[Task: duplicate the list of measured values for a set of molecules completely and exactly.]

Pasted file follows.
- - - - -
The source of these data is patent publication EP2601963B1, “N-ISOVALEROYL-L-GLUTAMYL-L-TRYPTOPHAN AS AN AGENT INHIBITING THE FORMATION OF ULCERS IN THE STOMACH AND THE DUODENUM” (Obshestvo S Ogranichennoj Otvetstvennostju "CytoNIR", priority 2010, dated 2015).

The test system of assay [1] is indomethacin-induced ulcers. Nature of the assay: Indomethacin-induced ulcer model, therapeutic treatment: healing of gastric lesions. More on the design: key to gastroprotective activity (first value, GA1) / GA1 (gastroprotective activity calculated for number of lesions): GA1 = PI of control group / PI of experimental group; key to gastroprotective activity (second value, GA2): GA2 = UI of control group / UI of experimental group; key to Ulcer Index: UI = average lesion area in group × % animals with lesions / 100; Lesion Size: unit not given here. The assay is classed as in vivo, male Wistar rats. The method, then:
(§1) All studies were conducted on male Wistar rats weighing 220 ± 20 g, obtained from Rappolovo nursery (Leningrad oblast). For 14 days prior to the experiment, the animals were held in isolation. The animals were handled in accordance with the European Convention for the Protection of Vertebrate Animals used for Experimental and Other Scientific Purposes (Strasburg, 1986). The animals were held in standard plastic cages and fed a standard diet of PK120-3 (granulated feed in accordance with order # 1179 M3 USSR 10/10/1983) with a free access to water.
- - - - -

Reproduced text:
The source of these data is patent publication EP2601963B1, “N-ISOVALEROYL-L-GLUTAMYL-L-TRYPTOPHAN AS AN AGENT INHIBITING THE FORMATION OF ULCERS IN THE STOMACH AND THE DUODENUM” (Obshestvo S Ogranichennoj Otvetstvennostju "CytoNIR", priority 2010, dated 2015).

The test system of assay [1] is indomethacin-induced ulcers. Nature of the assay: Indomethacin-induced ulcer model, therapeutic treatment: healing of gastric lesions. More on the design: key to gastroprotective activity (first value, GA1) / GA1 (gastroprotective activity calculated for number of lesions): GA1 = PI of control group / PI of experimental group; key to gastroprotective activity (second value, GA2): GA2 = UI of control group / UI of experimental group; key to Ulcer Index: UI = average lesion area in group × % animals with lesions / 100; Lesion Size: unit not given here. The assay is classed as in vivo, male Wistar rats. The method, then:
(§1) All studies were conducted on male Wistar rats weighing 220 ± 20 g, obtained from Rappolovo nursery (Leningrad oblast). For 14 days prior to the experiment, the animals were held in isolation. The animals were handled in accordance with the European Convention for the Protection of Vertebrate Animals used for Experimental and Other Scientific Purposes (Strasburg, 1986). The animals were held in standard plastic cages and fed a standard diet of PK120-3 (granulated feed in accordance with order # 1179 M3 USSR 10/10/1983) with a free access to water.